3. Under “Authorization”, select “Role Based Strategy”. Save the changes.

4. Click on “Manage Jenkins” once again and then click “Manage and Assign Roles”

5. There will be three options displayed, Select the first one.

6. Click on Manage Roles and add a new Global Role. I call this role “Developer”

7. Provide Read access under “Overall” tab

8. Provide Build and Cancel access under “Job” tab.

9. Add Project Roles based on each project.

10. There are two configurable items in Project Roles
a. Role name – This is usually name of the project (e.g. myproject)
b. Pattern – It matches all the projects starting with same name. If you have multiple instances of same project then you can specify something like “myproject*”

11. Provide Build, Cancel and Read access under “Job” tab
For any reason, if we have to provide “Configure” permission later on, we can simple select “Configure” and it will get applied for all users.

12. Save the settings and click on “Assign Roles” from next screen.

13. Add users in Global Roles and grant access on “developer” role. It will be applicable for all developers.

14. Under “Project Roles”, add users and grant them access on specific projects, as applicable.
One user can be a part of multiple projects.

15. Save the settings.

16. Now when that user logs in, he/she will be able to see only those projects which have been granted access on.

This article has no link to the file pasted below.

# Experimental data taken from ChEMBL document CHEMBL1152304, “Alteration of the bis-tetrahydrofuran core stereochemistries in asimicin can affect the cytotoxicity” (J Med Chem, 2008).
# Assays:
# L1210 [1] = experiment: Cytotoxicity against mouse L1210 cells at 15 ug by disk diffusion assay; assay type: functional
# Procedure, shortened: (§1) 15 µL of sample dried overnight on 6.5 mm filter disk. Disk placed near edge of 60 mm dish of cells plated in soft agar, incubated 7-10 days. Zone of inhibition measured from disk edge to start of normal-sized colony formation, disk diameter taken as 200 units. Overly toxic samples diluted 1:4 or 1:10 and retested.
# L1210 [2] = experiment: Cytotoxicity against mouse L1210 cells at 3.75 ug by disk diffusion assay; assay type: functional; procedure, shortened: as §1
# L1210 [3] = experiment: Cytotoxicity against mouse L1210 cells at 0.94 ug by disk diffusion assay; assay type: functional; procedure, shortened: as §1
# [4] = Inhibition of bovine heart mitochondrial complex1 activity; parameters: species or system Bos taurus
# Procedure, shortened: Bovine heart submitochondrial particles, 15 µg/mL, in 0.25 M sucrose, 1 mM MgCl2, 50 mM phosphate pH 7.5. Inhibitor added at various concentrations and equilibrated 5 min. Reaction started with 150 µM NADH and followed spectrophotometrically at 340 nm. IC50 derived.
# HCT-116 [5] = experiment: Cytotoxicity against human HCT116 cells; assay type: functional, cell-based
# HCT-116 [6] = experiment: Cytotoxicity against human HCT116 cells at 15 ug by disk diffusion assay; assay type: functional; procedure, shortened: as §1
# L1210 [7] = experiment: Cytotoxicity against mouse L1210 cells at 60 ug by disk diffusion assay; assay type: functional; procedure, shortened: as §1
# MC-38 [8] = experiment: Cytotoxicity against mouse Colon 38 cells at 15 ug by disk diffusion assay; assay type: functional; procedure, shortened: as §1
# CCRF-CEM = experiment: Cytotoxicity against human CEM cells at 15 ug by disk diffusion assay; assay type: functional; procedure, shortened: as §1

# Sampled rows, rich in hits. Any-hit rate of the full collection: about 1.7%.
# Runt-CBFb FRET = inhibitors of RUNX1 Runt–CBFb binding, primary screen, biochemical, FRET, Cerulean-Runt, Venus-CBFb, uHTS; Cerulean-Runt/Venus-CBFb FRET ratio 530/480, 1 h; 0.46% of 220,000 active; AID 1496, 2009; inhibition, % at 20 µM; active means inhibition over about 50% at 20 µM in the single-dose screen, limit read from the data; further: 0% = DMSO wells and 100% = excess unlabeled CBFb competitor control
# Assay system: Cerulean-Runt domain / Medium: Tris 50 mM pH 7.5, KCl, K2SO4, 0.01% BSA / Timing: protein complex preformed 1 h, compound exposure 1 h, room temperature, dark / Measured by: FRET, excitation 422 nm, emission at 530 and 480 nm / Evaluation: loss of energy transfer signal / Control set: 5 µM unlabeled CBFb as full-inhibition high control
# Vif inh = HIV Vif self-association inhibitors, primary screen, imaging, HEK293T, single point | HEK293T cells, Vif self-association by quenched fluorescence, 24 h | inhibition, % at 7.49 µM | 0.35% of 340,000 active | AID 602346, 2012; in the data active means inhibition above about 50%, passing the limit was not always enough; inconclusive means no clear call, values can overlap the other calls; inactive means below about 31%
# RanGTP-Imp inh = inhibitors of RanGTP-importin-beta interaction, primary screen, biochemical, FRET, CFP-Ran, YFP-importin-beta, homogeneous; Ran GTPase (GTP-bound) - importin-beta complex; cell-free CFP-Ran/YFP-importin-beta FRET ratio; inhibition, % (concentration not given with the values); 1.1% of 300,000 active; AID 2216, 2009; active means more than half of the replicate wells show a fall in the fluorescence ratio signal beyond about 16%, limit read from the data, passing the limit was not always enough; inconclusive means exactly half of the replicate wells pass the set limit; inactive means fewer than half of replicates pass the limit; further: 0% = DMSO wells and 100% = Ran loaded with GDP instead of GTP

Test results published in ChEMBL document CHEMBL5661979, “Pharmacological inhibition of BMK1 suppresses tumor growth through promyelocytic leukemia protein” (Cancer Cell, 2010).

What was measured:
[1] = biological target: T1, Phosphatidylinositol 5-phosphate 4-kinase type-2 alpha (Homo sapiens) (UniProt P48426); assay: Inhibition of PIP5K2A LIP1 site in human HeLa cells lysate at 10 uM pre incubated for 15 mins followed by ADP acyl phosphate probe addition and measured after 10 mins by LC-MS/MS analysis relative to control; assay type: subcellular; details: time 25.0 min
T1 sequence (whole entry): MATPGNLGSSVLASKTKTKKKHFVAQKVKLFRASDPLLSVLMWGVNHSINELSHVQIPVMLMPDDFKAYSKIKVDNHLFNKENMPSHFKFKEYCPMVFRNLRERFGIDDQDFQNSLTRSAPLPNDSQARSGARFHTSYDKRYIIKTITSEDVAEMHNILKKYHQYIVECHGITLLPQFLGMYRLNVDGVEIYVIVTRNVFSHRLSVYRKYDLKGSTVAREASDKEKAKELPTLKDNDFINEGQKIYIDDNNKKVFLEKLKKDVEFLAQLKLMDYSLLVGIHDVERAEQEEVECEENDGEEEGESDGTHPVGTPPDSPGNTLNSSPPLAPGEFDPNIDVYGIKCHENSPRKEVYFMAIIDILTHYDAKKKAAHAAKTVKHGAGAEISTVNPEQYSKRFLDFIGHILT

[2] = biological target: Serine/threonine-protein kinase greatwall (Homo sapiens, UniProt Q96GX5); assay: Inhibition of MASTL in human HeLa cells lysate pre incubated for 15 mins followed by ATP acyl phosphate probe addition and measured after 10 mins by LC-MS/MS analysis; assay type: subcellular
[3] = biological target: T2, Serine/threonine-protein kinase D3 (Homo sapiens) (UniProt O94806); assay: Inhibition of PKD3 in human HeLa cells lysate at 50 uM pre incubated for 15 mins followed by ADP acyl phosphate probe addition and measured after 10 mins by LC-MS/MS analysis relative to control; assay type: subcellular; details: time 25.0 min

As per our configuration, user “testuser (TEST)” is only able to see “myproject” project. He can only start and cancel the build process but cannot configure anything.


Create Puppet modules using Defined Types

Getting Started with Puppet Like Classes, Defined Type is also used to create Puppet modules. However, it is still different from Classes.

Defined Types are dynamic in nature. It means you can pass some arguments while calling Defined Types. The actual value will be replaced by the value passed in the argument.

Let’s try to understand with a real world example.  I need to add a new site in Apache, which means I need to create a new virtual host for that particular website. In order to make this process dynamic, I will have to create a new virtual host Config file every time a new site needs to be added. Rather than doing it manually all the time, I’ll be using Puppet to automate this process.

Here is the example which explains this process.

  1. Create a Defined Type, which accepts two run-time arguments:
    1. Name of the website/virtual host
    2. Content of the virtual host
  2. Call that Defined Type and pass the run-time values.

1. Define the “Defined Type”

 define virtual_host($content) { file { "/etc/apache2/sites-available/$name": ensure => 'file', owner => 'root', group => 'root', mode => '644', content =>$content; } }
2. Call the “Defined Type”
 virtual_host { 'example.net': content => file('/etc/puppet/modules/apache2/files/vhosts/example.net'); }
In the above example, the website/virtual host name is “example.net” and source for the content is a file which is place on the Puppet server itself (within the module).